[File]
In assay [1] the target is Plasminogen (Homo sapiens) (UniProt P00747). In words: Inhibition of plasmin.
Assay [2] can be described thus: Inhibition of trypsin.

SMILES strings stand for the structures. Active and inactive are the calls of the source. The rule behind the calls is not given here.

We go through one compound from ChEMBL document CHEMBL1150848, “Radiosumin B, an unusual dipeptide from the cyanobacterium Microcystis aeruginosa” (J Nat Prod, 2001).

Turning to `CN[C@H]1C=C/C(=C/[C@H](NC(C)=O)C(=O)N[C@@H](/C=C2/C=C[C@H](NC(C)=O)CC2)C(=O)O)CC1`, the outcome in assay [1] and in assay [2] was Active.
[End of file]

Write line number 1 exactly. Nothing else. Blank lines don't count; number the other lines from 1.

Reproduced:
In assay [1] the target is Plasminogen (Homo sapiens) (UniProt P00747). In words: Inhibition of plasmin.